Boston Celtics riding strong defense in an era of offense

BOSTON, MA - DECEMBER 20: Al Horford
BOSTON, MA - DECEMBER 20: Al Horford /

Youth is holding court for the 1st place Boston Celtics in the 2017-18 season, backed by a consistently stout and harassing defense.

A new year is normally accompanied by new goals or hopes of bettering one self. Reflection is also part of this and in that regard, I’d like to offer a mea culpa on my previous assumptions of the Boston Celtics.

Blowing up 3/4 of the roster in the offseason — for a team who made the Eastern Conference Finals — was going to be a recipe for disaster. Adding Kyrie Irving and Gordon Hayward helps in the arms race for offensive firepower. But by getting rid of Jae Crowder and Avery Bradley, the Celtics were set to take a step back defensively.

Now a little past the halfway point for the Celtics (34-10), all signs point to me being wrong.

Led by a defensive-minded Al Horford, the play of the Celtics on the defensive side of the court has been a revelation. Being able to watch Boston play a game and not having to worry (all the time) if they could outrace an opponent has taken a small load off.

Focus and a positive outlook by the team helps. Boston does have a tendency to fall behind early. At times, the Celtics appear to want to see how far of a hole they can dig themselves out of. Worrisome? You bet, but it also seems to be how the identity of this team was formed.

Boston Celtics: A defensive force

In retrospect, we should have spotted a developing trend. Head coach Brad Stevens has coaxed a better defensive unit each year he has been in the league.

The Celtics currently are holding opponents to 97.7 points per game, good for first in the league. There is only one other team in the NBA holding opponents to under 101 points per game and that’s the San Antonio Spurs (98.3).

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That number is down from the 105.4 ppg the Celtics allowed in 2016-17. The year prior saw Boston give up 102.5 ppg but that season also saw six teams hold opponents under 100 on average. And the pace of play has also increased with teams hoisting up more three-pointers on average.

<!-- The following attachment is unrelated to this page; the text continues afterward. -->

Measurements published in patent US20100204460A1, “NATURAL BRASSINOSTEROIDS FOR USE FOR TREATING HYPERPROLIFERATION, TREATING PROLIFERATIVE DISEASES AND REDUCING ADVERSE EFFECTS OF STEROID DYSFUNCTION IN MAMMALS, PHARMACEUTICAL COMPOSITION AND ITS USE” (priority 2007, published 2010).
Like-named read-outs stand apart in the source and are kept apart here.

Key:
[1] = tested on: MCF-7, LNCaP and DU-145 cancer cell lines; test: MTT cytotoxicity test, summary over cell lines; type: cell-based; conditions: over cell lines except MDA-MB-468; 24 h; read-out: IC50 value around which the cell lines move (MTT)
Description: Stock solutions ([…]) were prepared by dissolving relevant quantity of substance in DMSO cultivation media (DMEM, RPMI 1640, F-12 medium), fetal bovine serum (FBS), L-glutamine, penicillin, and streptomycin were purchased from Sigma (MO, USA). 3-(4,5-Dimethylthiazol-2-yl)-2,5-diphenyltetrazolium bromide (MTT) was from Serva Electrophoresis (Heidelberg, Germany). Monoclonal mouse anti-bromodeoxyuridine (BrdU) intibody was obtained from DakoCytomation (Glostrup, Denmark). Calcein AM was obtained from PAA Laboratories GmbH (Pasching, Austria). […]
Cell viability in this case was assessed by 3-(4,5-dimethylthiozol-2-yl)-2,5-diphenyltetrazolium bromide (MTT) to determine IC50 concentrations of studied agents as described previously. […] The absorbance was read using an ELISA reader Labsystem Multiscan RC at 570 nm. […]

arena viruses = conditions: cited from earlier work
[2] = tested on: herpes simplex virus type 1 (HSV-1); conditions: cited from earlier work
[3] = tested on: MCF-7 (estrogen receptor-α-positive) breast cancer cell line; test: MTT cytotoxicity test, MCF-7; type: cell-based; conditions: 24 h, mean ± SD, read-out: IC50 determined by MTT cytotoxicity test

Helping the cause in locking teams down is that four players are averaging at least one steal per game. Marcus Smart is tops in this department with 1.3. Irving (1.19), Jaylen Brown (1.15) and Terry Rozier (1.0) all helping the Celtics average 7.61 steals per game.

The rebounding department has also improved this season for the Celtics. They average 44.5 per game and hold a 0.6 advantage over opponents, good for 13th.

Watching the Celtics last season was a vastly different story. The team finished the regular season with a -2.5 differential, ranking 27th.

A big part of the defense improvement has been because of Al Horford.

Defensive player of the year?

Horford has taken on the role of defensive stopper this season and the results are evident in the win-loss column.

Now in his second-year with Boston, Horford is averaging 7.9 rebounds per game, up from 6.8 last season. He’s also averaging a blocked shot per game in helping the Celtics protect the interior.

Horford is also a huge reason the Celtics are holding opponents to 43% shooting from the field, good for first in the league. They have also locked down the perimeter in holding teams to 33.8% from three-point range (good for second).

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The season has not yet reached the all-star break but there’s no reason to think the Celtics won’t continue at this clip. Having already played so many games, they’ll have chances to rest up a bit and get some practice time in as this young team continues to improve.

And if banner 18 is raised to the rafters, the defense of the Celtics will play an important role. Cliche or not, defense really does win championships.